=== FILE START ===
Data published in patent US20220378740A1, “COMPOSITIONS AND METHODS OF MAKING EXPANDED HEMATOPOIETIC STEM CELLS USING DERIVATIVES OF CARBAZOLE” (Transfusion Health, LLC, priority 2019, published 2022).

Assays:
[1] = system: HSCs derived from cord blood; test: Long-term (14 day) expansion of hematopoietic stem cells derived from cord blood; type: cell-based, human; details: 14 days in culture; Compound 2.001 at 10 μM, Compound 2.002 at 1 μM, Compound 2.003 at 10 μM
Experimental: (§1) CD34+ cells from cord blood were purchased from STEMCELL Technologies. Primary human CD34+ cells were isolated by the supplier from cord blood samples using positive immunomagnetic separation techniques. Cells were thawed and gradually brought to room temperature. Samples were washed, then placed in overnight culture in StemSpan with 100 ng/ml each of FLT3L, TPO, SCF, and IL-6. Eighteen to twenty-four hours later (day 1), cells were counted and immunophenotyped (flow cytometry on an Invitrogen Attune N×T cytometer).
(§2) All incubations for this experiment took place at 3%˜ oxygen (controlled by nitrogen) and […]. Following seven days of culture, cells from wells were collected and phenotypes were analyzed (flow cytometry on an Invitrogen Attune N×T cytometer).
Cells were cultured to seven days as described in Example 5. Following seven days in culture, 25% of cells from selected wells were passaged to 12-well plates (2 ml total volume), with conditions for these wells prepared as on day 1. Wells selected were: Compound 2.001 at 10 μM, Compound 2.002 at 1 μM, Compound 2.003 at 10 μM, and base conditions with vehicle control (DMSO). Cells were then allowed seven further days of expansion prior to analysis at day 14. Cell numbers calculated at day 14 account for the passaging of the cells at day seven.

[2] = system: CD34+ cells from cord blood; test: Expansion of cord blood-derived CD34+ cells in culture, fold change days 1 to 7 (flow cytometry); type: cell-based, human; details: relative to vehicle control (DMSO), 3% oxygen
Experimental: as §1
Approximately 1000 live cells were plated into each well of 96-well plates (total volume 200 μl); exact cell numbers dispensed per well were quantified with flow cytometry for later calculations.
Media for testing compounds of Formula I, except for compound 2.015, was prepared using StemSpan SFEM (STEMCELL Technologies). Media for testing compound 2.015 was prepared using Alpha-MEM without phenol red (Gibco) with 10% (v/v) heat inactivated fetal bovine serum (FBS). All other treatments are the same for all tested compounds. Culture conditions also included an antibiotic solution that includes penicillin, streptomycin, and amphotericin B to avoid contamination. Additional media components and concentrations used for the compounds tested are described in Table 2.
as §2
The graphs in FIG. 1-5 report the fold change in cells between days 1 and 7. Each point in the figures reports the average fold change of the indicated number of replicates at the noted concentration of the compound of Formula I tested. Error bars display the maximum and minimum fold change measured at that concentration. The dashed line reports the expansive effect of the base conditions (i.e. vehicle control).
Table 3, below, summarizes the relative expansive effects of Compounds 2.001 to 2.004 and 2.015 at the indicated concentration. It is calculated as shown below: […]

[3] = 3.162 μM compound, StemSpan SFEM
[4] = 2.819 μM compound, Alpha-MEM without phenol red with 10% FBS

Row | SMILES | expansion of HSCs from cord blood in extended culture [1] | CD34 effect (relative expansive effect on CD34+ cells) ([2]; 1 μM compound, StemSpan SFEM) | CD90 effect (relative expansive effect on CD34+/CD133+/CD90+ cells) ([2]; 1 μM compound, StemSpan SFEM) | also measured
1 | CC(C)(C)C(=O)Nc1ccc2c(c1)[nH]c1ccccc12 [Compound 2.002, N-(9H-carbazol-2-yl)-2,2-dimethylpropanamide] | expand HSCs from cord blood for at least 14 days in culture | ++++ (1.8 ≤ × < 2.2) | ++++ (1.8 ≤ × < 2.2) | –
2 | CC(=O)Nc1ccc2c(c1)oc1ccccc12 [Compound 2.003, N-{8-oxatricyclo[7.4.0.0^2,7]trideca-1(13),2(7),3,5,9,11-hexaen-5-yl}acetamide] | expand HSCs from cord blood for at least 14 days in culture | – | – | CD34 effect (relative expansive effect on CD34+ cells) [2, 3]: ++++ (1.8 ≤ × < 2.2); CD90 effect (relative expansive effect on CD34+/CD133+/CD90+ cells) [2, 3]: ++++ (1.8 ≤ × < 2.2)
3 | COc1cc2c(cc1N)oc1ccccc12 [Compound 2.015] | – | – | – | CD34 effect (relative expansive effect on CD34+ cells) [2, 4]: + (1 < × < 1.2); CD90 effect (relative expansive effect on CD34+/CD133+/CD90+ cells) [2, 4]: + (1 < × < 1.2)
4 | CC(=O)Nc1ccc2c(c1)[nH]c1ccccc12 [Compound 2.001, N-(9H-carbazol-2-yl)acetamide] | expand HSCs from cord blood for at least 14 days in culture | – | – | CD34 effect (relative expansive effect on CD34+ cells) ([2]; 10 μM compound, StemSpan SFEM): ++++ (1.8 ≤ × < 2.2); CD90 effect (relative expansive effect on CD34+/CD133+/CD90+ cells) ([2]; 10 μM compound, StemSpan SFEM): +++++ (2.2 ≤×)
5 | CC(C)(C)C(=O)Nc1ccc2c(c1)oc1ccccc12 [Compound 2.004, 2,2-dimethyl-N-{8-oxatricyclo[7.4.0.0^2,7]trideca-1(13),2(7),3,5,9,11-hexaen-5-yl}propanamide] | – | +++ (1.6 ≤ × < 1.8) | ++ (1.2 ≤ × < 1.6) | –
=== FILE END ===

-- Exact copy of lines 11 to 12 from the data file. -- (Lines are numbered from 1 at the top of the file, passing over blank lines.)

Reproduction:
as §2
The graphs in FIG. 1-5 report the fold change in cells between days 1 and 7. Each point in the figures reports the average fold change of the indicated number of replicates at the noted concentration of the compound of Formula I tested. Error bars display the maximum and minimum fold change measured at that concentration. The dashed line reports the expansive effect of the base conditions (i.e. vehicle control).